John Ahmann, a longtime behind-the scenes-player in Atlanta political circles and a key fundraiser for Atlanta Mayor Kasim Reed, has been named the head of the Westside Future Fund.
Ahmann’s appointment to the organization, created to spearhead revitalization of the communities near the new Mercedes-Benz Stadium, follows the abrupt departure of its inaugural executive director last month.
He’s currently the executive director of the Atlanta Committee for Progress, a group of CEOs, philanthropic and academic leaders that works with the mayor’s office on major city projects. The Westside Future Fund was created by Reed and ACP in 2014.
In his current role, he is often tapped to raise funds for political campaigns and city initiatives, such as the 2015 infrastructure bond referendum get-out-the-vote effort. Ahmann is credited with quietly helping former Atlanta Mayor Shirley Franklin acquire the Dr. Martin Luther King Jr. personal papers and with helping launch the Atlanta Beltline. Ahmann previously worked for the Metro Atlanta Chamber and was a Decatur schools boardmember.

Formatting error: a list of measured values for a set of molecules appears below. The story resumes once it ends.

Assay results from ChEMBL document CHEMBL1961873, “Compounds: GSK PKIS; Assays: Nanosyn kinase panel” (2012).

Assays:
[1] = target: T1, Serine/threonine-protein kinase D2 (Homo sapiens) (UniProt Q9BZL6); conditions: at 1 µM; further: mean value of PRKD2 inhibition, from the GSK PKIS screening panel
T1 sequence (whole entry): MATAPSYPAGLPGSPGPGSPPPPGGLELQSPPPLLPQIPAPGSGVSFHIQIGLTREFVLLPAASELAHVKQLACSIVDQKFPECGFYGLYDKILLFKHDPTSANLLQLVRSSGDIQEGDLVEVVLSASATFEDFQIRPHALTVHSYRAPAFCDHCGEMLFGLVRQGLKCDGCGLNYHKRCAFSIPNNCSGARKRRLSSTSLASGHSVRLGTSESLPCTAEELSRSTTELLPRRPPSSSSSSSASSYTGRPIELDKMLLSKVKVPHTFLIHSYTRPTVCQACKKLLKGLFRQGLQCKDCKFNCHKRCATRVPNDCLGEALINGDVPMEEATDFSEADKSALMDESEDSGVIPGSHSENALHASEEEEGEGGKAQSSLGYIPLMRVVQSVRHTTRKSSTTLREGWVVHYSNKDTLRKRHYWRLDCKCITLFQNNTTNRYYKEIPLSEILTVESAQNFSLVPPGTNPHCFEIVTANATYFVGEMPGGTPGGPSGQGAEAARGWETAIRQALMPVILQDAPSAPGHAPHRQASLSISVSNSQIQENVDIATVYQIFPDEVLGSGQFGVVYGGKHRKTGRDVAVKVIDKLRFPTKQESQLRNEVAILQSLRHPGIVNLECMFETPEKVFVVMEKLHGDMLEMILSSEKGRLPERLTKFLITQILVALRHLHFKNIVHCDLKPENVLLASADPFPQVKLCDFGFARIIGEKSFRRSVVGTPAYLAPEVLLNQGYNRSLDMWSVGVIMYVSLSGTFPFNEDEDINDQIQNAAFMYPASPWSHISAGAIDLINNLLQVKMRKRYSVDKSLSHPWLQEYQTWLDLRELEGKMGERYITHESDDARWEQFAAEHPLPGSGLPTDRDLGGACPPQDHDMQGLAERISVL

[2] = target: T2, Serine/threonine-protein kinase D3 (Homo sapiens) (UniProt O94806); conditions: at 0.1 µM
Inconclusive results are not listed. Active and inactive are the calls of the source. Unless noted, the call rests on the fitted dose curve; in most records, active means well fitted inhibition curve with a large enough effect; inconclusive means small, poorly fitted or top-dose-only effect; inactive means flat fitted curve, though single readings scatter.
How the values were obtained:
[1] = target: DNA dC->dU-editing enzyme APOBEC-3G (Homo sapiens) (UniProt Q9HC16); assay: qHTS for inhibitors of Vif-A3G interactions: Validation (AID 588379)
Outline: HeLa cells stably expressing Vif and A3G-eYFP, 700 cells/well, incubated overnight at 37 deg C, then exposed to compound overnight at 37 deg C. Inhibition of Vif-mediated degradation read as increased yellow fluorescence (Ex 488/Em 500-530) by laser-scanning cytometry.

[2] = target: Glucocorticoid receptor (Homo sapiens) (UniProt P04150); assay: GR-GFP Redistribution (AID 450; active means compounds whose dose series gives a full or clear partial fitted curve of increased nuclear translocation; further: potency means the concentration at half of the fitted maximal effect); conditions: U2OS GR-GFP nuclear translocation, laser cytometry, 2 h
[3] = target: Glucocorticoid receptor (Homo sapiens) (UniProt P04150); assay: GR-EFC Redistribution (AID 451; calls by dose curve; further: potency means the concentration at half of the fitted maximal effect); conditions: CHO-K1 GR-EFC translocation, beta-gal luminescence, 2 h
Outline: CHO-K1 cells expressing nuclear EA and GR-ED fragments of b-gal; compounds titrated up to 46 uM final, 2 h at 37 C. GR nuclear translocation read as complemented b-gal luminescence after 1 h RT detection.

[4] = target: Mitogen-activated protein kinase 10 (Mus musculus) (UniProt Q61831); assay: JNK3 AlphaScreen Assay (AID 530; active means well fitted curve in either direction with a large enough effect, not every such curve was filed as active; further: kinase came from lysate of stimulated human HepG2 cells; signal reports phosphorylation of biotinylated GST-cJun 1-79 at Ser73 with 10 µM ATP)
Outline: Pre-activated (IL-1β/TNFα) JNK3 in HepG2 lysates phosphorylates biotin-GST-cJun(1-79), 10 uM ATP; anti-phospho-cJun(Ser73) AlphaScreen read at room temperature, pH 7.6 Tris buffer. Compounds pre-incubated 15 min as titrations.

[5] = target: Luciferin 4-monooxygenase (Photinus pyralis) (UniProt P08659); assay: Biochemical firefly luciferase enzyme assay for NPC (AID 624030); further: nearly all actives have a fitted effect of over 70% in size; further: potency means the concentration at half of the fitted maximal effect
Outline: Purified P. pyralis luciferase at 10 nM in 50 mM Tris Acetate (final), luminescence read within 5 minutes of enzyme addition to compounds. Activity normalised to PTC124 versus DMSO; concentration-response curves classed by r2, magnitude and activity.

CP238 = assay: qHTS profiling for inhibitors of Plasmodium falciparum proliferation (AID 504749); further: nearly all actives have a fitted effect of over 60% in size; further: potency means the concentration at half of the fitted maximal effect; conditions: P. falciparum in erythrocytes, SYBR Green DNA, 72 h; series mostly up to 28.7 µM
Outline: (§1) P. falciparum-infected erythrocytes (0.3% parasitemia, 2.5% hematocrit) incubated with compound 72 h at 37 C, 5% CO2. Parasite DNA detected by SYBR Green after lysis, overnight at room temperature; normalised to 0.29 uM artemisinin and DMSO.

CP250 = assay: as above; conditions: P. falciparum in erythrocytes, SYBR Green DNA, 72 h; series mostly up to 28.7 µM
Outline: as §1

In a statement Monday, Reed said that Ahmann’s years of working with Atlanta’s political, community and business leaders played a role in his hiring. “He is committed to the public good and his dedication to improving educational and economic opportunities for our city’s residents will be invaluable,” Reed said.
The appointment brings Ahmann, the ultimate Atlanta insider, into the forefront. As executive director, he’s expected to marshal philanthropic, corporate and city-led efforts to improve the quality of life in some of the city’s most impoverished neighborhoods.
In an interview Monday, Ahmann said the Westside Future Fund has long-term goals that include improving the area’s employment rate, raising median household incomes, reducing crime and increasing educational attainment levels.
“The real success of the effort will be, when people look back 15 years from now, are they living better lives?” he said.
Richard Dugas, CEO of PulteGroup and chairman of the Westside Future Fund, said he believes there are two competing objectives: long-term planning and short-term wins. “We have to do both in concert,” he said, adding that 2016 “is definitely the year we want to get tangible work done.”
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